New Trial For Man Convicted In Fatal DUI Death


Daytona Beach, FL - An appeals court orders a new trial for a man convicted of drunken-driving charges in the April 2016 death of a Volusia County moped rider, finding that police failed to properly inform the man about the consequences of refusing to submit to a breath test.

A panel of the 5th District Court of Appeal overturned the conviction today (February 8th) of 42-year-old Craig Howitt on charges of DUI causing death/failing to render aid and DUI causing death to property or injury.

Before his trial, Howitt sought to suppress evidence that he refused to submit to breath and field-sobriety tests. A circuit judge denied Howitt’s request, which was based on police officers not complying with what is known as the state’s “informed consent” law.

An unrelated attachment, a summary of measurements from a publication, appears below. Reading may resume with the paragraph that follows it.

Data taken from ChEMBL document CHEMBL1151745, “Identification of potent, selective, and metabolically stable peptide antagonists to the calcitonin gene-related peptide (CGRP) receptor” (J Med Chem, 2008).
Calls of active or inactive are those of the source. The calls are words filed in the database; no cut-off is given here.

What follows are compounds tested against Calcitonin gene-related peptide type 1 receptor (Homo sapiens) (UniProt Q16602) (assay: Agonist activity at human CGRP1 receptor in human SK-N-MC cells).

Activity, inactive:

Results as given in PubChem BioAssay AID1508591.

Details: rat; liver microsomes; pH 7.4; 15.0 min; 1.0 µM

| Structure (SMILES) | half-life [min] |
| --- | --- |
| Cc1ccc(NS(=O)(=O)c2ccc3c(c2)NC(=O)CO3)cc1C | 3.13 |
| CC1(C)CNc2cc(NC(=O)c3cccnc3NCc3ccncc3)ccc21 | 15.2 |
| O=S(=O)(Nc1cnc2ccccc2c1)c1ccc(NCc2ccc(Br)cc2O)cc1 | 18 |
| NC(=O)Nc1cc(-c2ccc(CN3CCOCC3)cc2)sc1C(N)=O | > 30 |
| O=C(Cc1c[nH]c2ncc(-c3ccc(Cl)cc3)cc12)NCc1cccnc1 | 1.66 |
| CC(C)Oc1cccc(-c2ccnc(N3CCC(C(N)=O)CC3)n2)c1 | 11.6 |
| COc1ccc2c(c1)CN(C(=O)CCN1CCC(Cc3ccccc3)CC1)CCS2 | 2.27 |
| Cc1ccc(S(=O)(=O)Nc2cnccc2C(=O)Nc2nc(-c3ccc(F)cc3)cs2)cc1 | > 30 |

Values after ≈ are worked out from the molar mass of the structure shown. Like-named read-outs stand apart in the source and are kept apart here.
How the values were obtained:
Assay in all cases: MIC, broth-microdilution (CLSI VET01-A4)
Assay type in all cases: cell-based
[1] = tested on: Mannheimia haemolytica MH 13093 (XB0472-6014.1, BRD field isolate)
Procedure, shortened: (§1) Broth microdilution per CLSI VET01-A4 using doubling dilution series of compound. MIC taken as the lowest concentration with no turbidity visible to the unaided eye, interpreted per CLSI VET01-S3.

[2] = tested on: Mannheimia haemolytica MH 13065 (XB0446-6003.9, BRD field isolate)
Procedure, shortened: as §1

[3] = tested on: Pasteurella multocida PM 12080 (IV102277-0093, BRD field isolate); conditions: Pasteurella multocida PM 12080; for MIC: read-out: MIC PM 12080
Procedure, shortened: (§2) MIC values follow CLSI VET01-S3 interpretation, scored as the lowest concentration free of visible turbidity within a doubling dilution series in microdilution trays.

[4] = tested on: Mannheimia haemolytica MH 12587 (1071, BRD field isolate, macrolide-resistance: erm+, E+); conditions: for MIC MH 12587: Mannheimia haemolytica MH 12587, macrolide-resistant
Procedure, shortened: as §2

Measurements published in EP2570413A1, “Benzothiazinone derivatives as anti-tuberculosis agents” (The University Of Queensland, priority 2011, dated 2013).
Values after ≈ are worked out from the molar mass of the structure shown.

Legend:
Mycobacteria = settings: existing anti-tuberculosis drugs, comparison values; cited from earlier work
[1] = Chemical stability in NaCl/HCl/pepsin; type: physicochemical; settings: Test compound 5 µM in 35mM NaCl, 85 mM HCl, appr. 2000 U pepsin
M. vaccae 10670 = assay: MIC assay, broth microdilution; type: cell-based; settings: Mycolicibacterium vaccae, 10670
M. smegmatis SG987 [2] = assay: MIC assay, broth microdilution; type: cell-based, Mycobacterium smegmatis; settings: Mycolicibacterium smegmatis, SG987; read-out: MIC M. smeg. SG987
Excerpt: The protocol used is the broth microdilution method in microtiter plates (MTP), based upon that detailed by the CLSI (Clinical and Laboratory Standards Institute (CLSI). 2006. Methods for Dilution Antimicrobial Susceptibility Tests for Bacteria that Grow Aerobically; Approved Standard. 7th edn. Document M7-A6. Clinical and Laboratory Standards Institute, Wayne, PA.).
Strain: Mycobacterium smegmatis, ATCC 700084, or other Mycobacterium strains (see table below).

But in overturning the conviction Friday, a three-judge panel of the appeals court said that “inexplicably, the officers failed to comply” with the law.

“(By) the investigator’s own admission, the officers did not read Howitt any portion of the implied consent law or otherwise inform him of any consequences of refusing to take a breath test,” said the ruling, written by Judge Jay Cohen and joined by Judge Eric Eisnaugle and Senior Judge Bruce Jacobus. “Therefore, his refusal was insufficient to establish consciousness of guilt, and the trial court should have granted his motion to suppress his refusal to submit to a breath test.”

The appeals court upheld another conviction on a charge of leaving the scene of an accident with death.

Howitt was accused in the death of 18-year-old Nicholas Eason, who was struck from behind while riding a moped east of DeLand.

The Florida Highway Patrol says Howitt drove away from the scene and eventually stopped after striking a sign in the median of the road. He again started driving before being pulled over by officers.

Howitt was sentenced to 15 years in prison and is an inmate at Madison Correctional Institution, according to the state Department of Corrections website.

WNDB news staff contributed to this report.